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When I got out of Probie school 2 and a half years ago and started my probation "breaking In" period, there was really no interest by any of the senior men to sit myself and the other three guys down and tell us about the history of our job, the Local, the line of duty deaths we have had, what is and isn't expected of us during that period. "Shut up and Do the House Chores"!They were more or less discouraging us from taking pride in our new career, lifestyle, calling etc.. I took it upon myself to learn as much as I could (sometimes puling teeth) to get the answers. Funny thing is...Now I know more than some of the salts about our own specific history. I would like to get something going with future hires and give them the opportunity to be as proud as I am. Trouble is, I am still a junior man in the department. There's not much validity in "The Junior Guy"!

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The (not-so) funny thing about the "junior guy" is when he is still called that after a number of years on the job! Blaze your own trail on this subject and become the go-to guy. Sometimes the best mentors are the ones who reinforce what NOT to do.

A number of years ago I had a member on my shift when I was the BC who though the junior guys should do a number of the less than desirable things we did unrelated to emergency ops. When hew was questioned to his opinion he had all kinds of BS to spew. After a while I told him that he could become my junior guy which he replied to with how he was in the middle of senority. I told him nothing prevented the chief from rearrangin the shifts so he could be junior and that all the members junior to him would be on the other two shifts. He exclaimed how unfair that would be to which I replied I see your point now do you see mine? He came around defiantly but quiet. We are a team. When I was BC I cleaned all the toilets and told my guys that I used the house the same as everyone else. There were plenty of other chores I did not perform but felt some contribution was in order. Noone ever offered to do my toilets (I had 8 other guys in my house) and that was OK with me.
I know how you feel and I can assure you that no member of my crew get treated that way (not that it helps you in New York). Before I promoted, I did just as you had to do and ask questions to detail our past. We have a department historian who collected some pictures over time and donated many of them to our university. The one thing that really pushed our history to the forefront was our historian created a bond with our town's museum. They created a permanent exhibit that detailed our department through the years. The biggest change occurred when we reinstated training academies for new hires. We felt that you can never learn this profession if you don't know where you came from. we threw a history class into the mix of the academy to foster pride and ownership. I placed our history on the local website (which I hyperlinked to this post as an example for you) so people can always find it. Please don't get discouraged and keep plugging away. Brent's reply is absolutely right, you have to be the change. You have to be that guy that folks go to. You won't be "the junior guy" forever! it's just not possible.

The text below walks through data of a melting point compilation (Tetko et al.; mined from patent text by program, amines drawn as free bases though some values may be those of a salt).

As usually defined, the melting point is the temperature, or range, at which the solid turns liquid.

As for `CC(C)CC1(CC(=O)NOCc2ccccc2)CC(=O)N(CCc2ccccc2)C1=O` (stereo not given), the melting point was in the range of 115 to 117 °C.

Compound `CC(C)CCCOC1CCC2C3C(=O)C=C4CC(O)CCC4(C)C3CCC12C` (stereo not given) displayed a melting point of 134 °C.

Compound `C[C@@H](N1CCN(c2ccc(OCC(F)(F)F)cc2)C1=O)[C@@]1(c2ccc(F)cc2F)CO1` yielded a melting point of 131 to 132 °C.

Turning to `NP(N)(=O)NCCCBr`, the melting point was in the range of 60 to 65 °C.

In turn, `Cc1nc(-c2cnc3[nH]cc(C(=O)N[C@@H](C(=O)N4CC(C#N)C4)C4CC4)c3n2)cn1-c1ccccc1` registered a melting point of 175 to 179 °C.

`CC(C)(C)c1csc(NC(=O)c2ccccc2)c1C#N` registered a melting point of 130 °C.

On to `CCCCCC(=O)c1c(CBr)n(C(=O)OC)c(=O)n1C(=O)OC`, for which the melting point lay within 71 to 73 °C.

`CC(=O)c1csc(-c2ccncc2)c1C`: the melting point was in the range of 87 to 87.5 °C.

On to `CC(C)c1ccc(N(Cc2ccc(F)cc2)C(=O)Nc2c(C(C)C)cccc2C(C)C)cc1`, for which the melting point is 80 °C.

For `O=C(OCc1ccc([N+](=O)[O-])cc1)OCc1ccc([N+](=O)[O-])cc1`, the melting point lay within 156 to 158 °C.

I know exactly how you feel. In about 1995, I asked my Captain (a real senior guy) what year our department started. He didn't know, or anyone else for that matter, but he pointed me to some 4 x 6 note cards in a locker that had been written in the 60's for a speech of some kind. From that, the ball just rolled...big time. All these years later (and lots of personal time) I am the historian for the department, and the guys are telling me if I don't write a book about our history, they would be quite upset (to put it mildly here).
I still have yet to teach a formal class to the shifts, and catching the "newbies" is also on the to-do list. I have just let it slide for a few years, and need to get off my backside and get it done. I am absolutely convinced that all members (no matter their seniority) need to learn the lessons of our specific past, and in turn, they will see the department and our mission a bit differently.

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